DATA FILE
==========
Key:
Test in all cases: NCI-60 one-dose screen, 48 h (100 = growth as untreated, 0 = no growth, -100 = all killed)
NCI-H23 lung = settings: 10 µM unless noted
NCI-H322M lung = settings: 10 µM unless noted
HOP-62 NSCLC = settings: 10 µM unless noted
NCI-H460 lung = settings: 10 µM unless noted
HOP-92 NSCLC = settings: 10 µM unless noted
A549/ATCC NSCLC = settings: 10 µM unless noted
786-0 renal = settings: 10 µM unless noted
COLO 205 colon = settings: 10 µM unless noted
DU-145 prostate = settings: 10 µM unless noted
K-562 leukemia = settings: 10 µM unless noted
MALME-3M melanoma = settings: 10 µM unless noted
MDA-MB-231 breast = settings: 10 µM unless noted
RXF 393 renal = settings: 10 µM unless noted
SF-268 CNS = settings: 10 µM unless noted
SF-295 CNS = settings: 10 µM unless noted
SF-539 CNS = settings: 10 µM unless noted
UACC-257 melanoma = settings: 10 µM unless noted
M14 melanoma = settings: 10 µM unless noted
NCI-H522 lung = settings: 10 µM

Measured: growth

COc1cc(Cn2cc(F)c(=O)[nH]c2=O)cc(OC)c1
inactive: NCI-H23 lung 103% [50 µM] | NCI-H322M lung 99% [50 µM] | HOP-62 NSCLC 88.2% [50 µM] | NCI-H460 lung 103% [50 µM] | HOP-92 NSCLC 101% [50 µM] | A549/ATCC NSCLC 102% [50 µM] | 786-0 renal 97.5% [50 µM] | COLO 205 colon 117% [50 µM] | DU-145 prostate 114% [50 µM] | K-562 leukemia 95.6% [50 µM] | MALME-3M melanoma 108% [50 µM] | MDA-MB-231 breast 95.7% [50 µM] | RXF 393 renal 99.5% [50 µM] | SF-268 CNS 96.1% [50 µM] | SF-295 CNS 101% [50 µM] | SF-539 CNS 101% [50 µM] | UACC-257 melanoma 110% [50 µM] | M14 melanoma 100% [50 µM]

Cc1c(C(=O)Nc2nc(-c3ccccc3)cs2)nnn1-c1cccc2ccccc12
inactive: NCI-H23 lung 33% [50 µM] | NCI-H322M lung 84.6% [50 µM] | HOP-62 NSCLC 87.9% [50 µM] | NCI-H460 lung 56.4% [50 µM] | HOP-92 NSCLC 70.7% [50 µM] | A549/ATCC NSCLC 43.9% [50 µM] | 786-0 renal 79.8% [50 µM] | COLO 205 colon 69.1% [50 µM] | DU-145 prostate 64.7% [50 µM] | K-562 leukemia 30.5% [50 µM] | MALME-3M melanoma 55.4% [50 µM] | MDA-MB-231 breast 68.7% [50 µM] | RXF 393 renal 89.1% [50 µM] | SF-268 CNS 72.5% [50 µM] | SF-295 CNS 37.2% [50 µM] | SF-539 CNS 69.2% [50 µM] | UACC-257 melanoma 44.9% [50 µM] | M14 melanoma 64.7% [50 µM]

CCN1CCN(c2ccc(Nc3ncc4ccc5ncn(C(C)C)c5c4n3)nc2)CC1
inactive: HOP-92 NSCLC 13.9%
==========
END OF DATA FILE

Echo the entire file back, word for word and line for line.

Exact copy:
Key:
Test in all cases: NCI-60 one-dose screen, 48 h (100 = growth as untreated, 0 = no growth, -100 = all killed)
NCI-H23 lung = settings: 10 µM unless noted
NCI-H322M lung = settings: 10 µM unless noted
HOP-62 NSCLC = settings: 10 µM unless noted
NCI-H460 lung = settings: 10 µM unless noted
HOP-92 NSCLC = settings: 10 µM unless noted
A549/ATCC NSCLC = settings: 10 µM unless noted
786-0 renal = settings: 10 µM unless noted
COLO 205 colon = settings: 10 µM unless noted
DU-145 prostate = settings: 10 µM unless noted
K-562 leukemia = settings: 10 µM unless noted
MALME-3M melanoma = settings: 10 µM unless noted
MDA-MB-231 breast = settings: 10 µM unless noted
RXF 393 renal = settings: 10 µM unless noted
SF-268 CNS = settings: 10 µM unless noted
SF-295 CNS = settings: 10 µM unless noted
SF-539 CNS = settings: 10 µM unless noted
UACC-257 melanoma = settings: 10 µM unless noted
M14 melanoma = settings: 10 µM unless noted
NCI-H522 lung = settings: 10 µM

Measured: growth

COc1cc(Cn2cc(F)c(=O)[nH]c2=O)cc(OC)c1
inactive: NCI-H23 lung 103% [50 µM] | NCI-H322M lung 99% [50 µM] | HOP-62 NSCLC 88.2% [50 µM] | NCI-H460 lung 103% [50 µM] | HOP-92 NSCLC 101% [50 µM] | A549/ATCC NSCLC 102% [50 µM] | 786-0 renal 97.5% [50 µM] | COLO 205 colon 117% [50 µM] | DU-145 prostate 114% [50 µM] | K-562 leukemia 95.6% [50 µM] | MALME-3M melanoma 108% [50 µM] | MDA-MB-231 breast 95.7% [50 µM] | RXF 393 renal 99.5% [50 µM] | SF-268 CNS 96.1% [50 µM] | SF-295 CNS 101% [50 µM] | SF-539 CNS 101% [50 µM] | UACC-257 melanoma 110% [50 µM] | M14 melanoma 100% [50 µM]

Cc1c(C(=O)Nc2nc(-c3ccccc3)cs2)nnn1-c1cccc2ccccc12
inactive: NCI-H23 lung 33% [50 µM] | NCI-H322M lung 84.6% [50 µM] | HOP-62 NSCLC 87.9% [50 µM] | NCI-H460 lung 56.4% [50 µM] | HOP-92 NSCLC 70.7% [50 µM] | A549/ATCC NSCLC 43.9% [50 µM] | 786-0 renal 79.8% [50 µM] | COLO 205 colon 69.1% [50 µM] | DU-145 prostate 64.7% [50 µM] | K-562 leukemia 30.5% [50 µM] | MALME-3M melanoma 55.4% [50 µM] | MDA-MB-231 breast 68.7% [50 µM] | RXF 393 renal 89.1% [50 µM] | SF-268 CNS 72.5% [50 µM] | SF-295 CNS 37.2% [50 µM] | SF-539 CNS 69.2% [50 µM] | UACC-257 melanoma 44.9% [50 µM] | M14 melanoma 64.7% [50 µM]

CCN1CCN(c2ccc(Nc3ncc4ccc5ncn(C(C)C)c5c4n3)nc2)CC1
inactive: HOP-92 NSCLC 13.9%